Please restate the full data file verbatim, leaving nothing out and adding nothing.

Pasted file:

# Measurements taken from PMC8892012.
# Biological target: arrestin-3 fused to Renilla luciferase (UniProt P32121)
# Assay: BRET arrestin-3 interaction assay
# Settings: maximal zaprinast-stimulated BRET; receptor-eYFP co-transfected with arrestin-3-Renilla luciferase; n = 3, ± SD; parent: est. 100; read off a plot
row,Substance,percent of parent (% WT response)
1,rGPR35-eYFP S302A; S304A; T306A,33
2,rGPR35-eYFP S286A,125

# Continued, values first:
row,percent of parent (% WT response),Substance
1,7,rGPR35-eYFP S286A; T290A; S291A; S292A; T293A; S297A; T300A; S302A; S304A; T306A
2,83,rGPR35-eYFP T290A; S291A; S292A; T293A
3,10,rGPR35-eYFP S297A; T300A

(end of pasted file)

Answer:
# Measurements taken from PMC8892012.
# Biological target: arrestin-3 fused to Renilla luciferase (UniProt P32121)
# Assay: BRET arrestin-3 interaction assay
# Settings: maximal zaprinast-stimulated BRET; receptor-eYFP co-transfected with arrestin-3-Renilla luciferase; n = 3, ± SD; parent: est. 100; read off a plot
row,Substance,percent of parent (% WT response)
1,rGPR35-eYFP S302A; S304A; T306A,33
2,rGPR35-eYFP S286A,125

# Continued, values first:
row,percent of parent (% WT response),Substance
1,7,rGPR35-eYFP S286A; T290A; S291A; S292A; T293A; S297A; T300A; S302A; S304A; T306A
2,83,rGPR35-eYFP T290A; S291A; S292A; T293A
3,10,rGPR35-eYFP S297A; T300A